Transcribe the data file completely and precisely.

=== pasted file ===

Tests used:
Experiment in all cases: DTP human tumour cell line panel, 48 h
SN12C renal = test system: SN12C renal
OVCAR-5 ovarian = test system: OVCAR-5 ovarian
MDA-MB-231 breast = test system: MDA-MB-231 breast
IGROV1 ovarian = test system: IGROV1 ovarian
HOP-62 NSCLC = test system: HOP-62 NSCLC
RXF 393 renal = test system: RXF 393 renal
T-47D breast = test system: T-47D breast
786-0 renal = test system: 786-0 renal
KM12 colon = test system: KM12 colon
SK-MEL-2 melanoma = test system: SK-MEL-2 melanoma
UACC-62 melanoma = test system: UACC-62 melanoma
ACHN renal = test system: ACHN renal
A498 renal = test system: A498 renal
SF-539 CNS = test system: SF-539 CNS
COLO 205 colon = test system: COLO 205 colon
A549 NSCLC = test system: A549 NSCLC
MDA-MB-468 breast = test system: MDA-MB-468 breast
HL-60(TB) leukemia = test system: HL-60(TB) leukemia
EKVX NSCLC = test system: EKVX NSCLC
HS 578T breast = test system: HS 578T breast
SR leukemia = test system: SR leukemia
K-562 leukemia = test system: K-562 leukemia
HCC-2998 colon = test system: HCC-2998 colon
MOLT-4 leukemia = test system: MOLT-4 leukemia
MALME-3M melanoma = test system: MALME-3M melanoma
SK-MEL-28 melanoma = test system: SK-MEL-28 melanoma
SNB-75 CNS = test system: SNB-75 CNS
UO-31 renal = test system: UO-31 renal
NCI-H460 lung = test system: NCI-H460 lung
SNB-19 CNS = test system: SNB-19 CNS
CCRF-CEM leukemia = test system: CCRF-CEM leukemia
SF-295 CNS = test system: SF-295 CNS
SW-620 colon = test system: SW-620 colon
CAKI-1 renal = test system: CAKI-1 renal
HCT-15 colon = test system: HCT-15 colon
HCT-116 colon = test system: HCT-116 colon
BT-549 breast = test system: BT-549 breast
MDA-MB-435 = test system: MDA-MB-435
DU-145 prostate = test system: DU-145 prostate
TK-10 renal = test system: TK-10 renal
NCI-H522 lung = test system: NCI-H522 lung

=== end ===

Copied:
Tests used:
Experiment in all cases: DTP human tumour cell line panel, 48 h
SN12C renal = test system: SN12C renal
OVCAR-5 ovarian = test system: OVCAR-5 ovarian
MDA-MB-231 breast = test system: MDA-MB-231 breast
IGROV1 ovarian = test system: IGROV1 ovarian
HOP-62 NSCLC = test system: HOP-62 NSCLC
RXF 393 renal = test system: RXF 393 renal
T-47D breast = test system: T-47D breast
786-0 renal = test system: 786-0 renal
KM12 colon = test system: KM12 colon
SK-MEL-2 melanoma = test system: SK-MEL-2 melanoma
UACC-62 melanoma = test system: UACC-62 melanoma
ACHN renal = test system: ACHN renal
A498 renal = test system: A498 renal
SF-539 CNS = test system: SF-539 CNS
COLO 205 colon = test system: COLO 205 colon
A549 NSCLC = test system: A549 NSCLC
MDA-MB-468 breast = test system: MDA-MB-468 breast
HL-60(TB) leukemia = test system: HL-60(TB) leukemia
EKVX NSCLC = test system: EKVX NSCLC
HS 578T breast = test system: HS 578T breast
SR leukemia = test system: SR leukemia
K-562 leukemia = test system: K-562 leukemia
HCC-2998 colon = test system: HCC-2998 colon
MOLT-4 leukemia = test system: MOLT-4 leukemia
MALME-3M melanoma = test system: MALME-3M melanoma
SK-MEL-28 melanoma = test system: SK-MEL-28 melanoma
SNB-75 CNS = test system: SNB-75 CNS
UO-31 renal = test system: UO-31 renal
NCI-H460 lung = test system: NCI-H460 lung
SNB-19 CNS = test system: SNB-19 CNS
CCRF-CEM leukemia = test system: CCRF-CEM leukemia
SF-295 CNS = test system: SF-295 CNS
SW-620 colon = test system: SW-620 colon
CAKI-1 renal = test system: CAKI-1 renal
HCT-15 colon = test system: HCT-15 colon
HCT-116 colon = test system: HCT-116 colon
BT-549 breast = test system: BT-549 breast
MDA-MB-435 = test system: MDA-MB-435
DU-145 prostate = test system: DU-145 prostate
TK-10 renal = test system: TK-10 renal
NCI-H522 lung = test system: NCI-H522 lung